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G. P. Lewis, E. A. Chapin, G. Luna, K. H. Eibl, S. K. Fisher; The Role of Proliferating Mueller Cells in Subretinal Scar Formation Following Experimental Retinal Detachment. Invest. Ophthalmol. Vis. Sci. 2007;48(13):5710.
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© ARVO (1962-2015); The Authors (2016-present)
To examine the distribution of BrdU labeled Mueller cells following experimental retinal detachment (RD).
Experimental RDs were created in pigmented rabbit eyes and 10 micrograms of BrdU was injected intraocularly 3 days later. The retinas were harvested either 4 hr after the BrdU was injected (on day 3) or on day 7 or 10. The tissue was fixed, embedded in agarose and sectioned at 100 microns. The sections were then labeled with 3 probes: anti-BrdU was used to detect the BrdU labeled dividing cells, anti-vimentin was used to label Mueller cells, and the Isolectin B4 was used to identify macrophages and microglia. Their distribution was determined using an Olympus FluoView confocal microscope.
Three days after detachment, many vimentin labeled Mueller cells were also labeled with BrdU and their nuclei resided in their normal location in the inner nuclear layer (INL). At day 7 and 10, three patterns in the distribution of BrdU labeled Mueller cell nuclei were observed depending on the extent of glial reactivity: 1) In the least reactive state, the retina often contained BrdU labeled Mueller cell nuclei in columns with one labeled nucleus in the INL and another directly sclerad to it in the outer nuclear layer (ONL). 2) In areas showing extensive glial hypertrophy within the retina, many BrdU labeled nuclei were scattered throughout the INL and ONL. 3) In regions that had progressed to forming a subretinal glial scar, much of the retina was devoid of BrdU labeled nuclei, however, many BrdU positive nuclei were now present in a subretinal glial scar. Isolectin B4 labeled cells also incorporated BrdU and were observed throughout the retina and subretinal scar during all phases of detachment.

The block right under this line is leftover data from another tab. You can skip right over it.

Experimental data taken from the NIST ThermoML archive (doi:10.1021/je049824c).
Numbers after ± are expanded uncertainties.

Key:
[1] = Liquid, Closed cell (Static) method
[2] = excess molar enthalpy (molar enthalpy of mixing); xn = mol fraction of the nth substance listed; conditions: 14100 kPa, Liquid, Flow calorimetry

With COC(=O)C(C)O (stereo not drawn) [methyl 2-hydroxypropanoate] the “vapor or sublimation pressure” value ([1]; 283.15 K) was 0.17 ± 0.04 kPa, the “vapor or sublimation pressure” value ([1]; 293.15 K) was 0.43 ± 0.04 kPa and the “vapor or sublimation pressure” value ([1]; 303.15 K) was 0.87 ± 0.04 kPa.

Following RD, BrdU labeled Mueller cell nuclei initially lie in their normal location in the INL, then form a columnar pattern, invariably migrating towards the outer retina, with many eventually ending up in a subretinal glial scar. Our data raise the possibility that it is the dividing Mueller cells that are responsible for producing subretinal fibrosis, a condition that may be under-appreciated in human patients because of the difficulty in visualizing the thin layer of Mueller cell processes in the subretinal space. In animal models of reattachment, a single layer of Mueller cell cytoplasm is sufficient to block outer segment regeneration. Inhibition of proliferation during the early phase of detachment may prevent the eventual formation of subretinal glial scars.
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